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Pendulum (watchmaking)

The balance is a moving part used to regulate the movement of a clockwork mechanism .

Rocker of a clock

Balance with anchor exhaust
Clock mechanism with rocker, Lichtenwalde Castle Clock Museum

The pendulum of a clock is a moving element that is reciprocated in a reciprocating motion. It is horizontal or circular at the beginning and is called foliot or pendulum in current watches. It may also take the form of a pendulum , consisting of a vertical rod, capable of oscillating about a horizontal axis, and having a weight at its low end. This weight is generally in the form of a domed disc, usually a heavy metal (such as steel), in order to reduce the influence of the air resistance forces .

The movement of the pendulum is regulated and perpetuated by a mechanism called escapement , generally of the “anchor” type; exhaust provides the counting pulses to the escapement wheel, which drives by gear wheel of the second and those of the minutes and hours.

The maintenance of the movement was assured in the old clocks by the descent of a counterweight connected to a drum by means of a chain or a cord. It was periodically back up this counterweight.

Relaxing a spring is currently preferred because of its small footprint; This spring also “comes up” with a key

Causes of Error

The pendulum period is related to the length of the stem. The longer it is, the slower the beat. As a result, during a change in temperature, the period changes, modifying the time measurement. To obviate this drawback, certain improved clocks use a balance with mercury reservoirs, the expansion of which compensates for that of the balance rod while maintaining the center of gravity of the balance substantially in the same place.

Other temperature compensation systems exist. The principle is to realize the balance by means of rods made of two metals having different coefficients of expansion (generally iron and brass). The points of attachment of the rods are arranged in such a way that the dilatations are opposed and compensated. This technique has the advantage of being less expensive (and also less polluting) than the use of mercury.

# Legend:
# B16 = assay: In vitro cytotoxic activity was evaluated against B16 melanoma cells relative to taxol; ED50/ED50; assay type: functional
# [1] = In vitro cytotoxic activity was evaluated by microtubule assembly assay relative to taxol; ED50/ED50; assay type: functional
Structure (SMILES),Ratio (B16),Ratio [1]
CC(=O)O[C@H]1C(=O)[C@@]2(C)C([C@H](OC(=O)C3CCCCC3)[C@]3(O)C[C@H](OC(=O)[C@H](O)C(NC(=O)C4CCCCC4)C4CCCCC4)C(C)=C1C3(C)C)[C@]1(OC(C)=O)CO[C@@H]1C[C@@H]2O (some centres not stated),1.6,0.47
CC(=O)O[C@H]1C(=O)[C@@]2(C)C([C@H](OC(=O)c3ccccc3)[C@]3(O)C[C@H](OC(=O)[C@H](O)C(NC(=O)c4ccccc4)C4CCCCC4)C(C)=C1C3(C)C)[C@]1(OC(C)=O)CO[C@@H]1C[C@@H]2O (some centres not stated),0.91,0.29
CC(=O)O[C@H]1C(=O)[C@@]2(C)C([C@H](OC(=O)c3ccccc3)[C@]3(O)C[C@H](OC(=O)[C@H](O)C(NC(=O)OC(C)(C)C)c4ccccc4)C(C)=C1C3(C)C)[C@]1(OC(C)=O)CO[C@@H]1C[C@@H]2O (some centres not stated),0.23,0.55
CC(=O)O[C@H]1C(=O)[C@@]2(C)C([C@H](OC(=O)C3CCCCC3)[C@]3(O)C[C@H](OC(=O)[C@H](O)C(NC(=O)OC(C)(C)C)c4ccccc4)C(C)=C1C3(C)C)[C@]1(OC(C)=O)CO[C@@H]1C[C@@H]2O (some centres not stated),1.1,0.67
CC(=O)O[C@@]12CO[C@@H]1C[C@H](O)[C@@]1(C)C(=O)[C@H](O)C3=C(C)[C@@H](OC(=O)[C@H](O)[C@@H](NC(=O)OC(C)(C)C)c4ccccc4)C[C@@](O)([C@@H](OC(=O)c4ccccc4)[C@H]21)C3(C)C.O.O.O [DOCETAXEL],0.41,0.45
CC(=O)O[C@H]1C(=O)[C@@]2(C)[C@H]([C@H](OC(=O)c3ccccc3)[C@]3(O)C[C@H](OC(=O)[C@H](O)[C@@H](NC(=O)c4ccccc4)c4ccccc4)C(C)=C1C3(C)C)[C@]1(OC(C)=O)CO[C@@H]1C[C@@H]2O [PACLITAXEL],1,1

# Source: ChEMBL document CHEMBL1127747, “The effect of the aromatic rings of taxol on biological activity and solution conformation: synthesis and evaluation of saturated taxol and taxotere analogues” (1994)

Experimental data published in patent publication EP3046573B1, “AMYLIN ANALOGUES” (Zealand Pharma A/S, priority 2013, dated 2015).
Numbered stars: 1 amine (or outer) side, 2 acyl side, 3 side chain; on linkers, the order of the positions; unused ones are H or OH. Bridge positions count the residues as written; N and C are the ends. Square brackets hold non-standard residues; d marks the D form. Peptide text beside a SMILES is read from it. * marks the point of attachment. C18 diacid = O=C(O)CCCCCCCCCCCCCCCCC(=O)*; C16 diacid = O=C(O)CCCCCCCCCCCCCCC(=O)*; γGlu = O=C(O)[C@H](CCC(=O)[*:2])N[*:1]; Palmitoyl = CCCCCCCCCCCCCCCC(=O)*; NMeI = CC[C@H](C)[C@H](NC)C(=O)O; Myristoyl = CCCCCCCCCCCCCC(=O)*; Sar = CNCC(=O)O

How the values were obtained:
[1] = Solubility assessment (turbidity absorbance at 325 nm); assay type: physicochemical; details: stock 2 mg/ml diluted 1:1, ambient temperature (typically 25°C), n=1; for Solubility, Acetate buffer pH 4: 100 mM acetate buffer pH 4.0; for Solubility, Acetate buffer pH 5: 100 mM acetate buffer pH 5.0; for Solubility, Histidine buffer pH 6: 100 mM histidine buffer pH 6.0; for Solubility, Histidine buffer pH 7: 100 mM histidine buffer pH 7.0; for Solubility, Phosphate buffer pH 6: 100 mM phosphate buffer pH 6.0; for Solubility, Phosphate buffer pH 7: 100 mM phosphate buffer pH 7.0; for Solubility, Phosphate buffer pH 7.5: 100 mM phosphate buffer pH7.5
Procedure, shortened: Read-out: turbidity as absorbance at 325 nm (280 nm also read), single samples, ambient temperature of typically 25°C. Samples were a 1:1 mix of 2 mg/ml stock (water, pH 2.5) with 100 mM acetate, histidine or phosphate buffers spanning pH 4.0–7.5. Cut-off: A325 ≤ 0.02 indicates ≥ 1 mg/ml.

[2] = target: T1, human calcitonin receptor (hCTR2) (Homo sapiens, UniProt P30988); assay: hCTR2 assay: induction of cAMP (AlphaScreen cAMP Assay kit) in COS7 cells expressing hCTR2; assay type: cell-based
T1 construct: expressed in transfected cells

Clock of a watch

A bimetallic pocket watch pendulum with its spiral spring .

In watches , or chronometers , the balance is a flywheel of inertia , generally circular, which pivots about an axis of rotation. A spiral spring is coupled to it and allows the pendulum to oscillate with a regular movement.

This movement is maintained by the anchor, which imparts to the pendulum a pulse at each of the two alternations of an oscillation. The exhaust acts as a lever arm, and the force of the main spring, transmitted by the cogs, is exerted on the friction surfaces of the anchor. In the first escapements of the Roskoff type, the axis of the recessed balance was used as an escapement .

Each of the alternations of the oscillations of the pendulum produces a slight noise responsible for the “tic-tac” characteristic of watches.

The friction surfaces of the exhaust, or those receiving the balance shaft, are generally made of synthetic ( ruby ) stone to prevent wear.

The majority of watches are called ” anti-shock ” thanks to a system of protection of the axes by means of very thin steel springs (mounted at the end of axes).

In mechanical quartz watches, movement is ensured not by the expansion of a spring but by an electric motor supplied by a battery whose pulses are controlled by an electronic circuit called a quartz oscillator because the accuracy of its Resonance frequency is ensured by a quartz ( electronic component ).


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